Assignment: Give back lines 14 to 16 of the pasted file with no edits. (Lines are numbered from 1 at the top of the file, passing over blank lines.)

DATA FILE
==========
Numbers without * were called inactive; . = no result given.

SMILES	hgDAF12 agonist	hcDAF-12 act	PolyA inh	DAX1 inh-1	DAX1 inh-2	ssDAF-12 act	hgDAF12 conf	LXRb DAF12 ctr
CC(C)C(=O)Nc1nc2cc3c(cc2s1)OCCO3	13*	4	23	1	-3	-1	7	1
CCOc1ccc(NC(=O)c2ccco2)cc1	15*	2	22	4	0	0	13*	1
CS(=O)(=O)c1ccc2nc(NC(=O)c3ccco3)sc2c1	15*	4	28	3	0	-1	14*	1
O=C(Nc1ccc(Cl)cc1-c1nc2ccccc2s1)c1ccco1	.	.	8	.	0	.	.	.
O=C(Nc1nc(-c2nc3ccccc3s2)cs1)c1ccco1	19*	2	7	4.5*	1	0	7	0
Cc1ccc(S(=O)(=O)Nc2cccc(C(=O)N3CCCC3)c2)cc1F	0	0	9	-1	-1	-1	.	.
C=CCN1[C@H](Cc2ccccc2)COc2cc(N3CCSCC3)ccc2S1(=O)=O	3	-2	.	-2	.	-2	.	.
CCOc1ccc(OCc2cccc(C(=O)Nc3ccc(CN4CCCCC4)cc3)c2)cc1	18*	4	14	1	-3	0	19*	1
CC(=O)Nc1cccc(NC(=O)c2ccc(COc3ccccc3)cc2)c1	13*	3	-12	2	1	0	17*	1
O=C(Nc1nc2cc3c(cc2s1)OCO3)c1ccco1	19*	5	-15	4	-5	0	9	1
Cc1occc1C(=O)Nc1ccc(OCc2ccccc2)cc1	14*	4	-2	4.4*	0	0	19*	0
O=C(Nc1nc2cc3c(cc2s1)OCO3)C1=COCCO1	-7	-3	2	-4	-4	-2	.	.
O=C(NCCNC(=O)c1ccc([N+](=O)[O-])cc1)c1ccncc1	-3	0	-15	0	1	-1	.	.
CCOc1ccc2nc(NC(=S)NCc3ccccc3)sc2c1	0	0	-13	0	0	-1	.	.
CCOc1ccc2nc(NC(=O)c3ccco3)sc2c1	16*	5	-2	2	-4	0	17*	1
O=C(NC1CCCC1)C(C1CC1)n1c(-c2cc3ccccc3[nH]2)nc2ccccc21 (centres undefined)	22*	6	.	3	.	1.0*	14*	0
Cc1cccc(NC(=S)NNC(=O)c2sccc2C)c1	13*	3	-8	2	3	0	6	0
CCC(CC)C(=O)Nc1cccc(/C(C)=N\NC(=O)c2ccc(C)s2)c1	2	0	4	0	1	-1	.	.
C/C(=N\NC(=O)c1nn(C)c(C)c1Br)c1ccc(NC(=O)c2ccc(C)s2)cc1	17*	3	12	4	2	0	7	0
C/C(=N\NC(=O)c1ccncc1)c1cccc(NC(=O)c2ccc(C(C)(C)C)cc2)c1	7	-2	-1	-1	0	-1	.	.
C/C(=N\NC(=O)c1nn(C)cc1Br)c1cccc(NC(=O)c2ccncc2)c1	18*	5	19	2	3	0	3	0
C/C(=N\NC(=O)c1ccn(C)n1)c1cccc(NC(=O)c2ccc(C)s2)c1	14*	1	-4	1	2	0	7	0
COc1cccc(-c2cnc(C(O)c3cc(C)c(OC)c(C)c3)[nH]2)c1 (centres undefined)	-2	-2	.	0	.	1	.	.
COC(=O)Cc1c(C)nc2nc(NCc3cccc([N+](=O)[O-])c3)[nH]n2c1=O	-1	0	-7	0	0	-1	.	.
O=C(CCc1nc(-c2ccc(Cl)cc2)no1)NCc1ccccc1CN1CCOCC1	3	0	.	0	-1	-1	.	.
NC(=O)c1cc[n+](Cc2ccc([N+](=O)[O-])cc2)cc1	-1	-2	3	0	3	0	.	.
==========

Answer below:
O=C(Nc1nc2cc3c(cc2s1)OCO3)C1=COCCO1	-7	-3	2	-4	-4	-2	.	.
O=C(NCCNC(=O)c1ccc([N+](=O)[O-])cc1)c1ccncc1	-3	0	-15	0	1	-1	.	.
CCOc1ccc2nc(NC(=S)NCc3ccccc3)sc2c1	0	0	-13	0	0	-1	.	.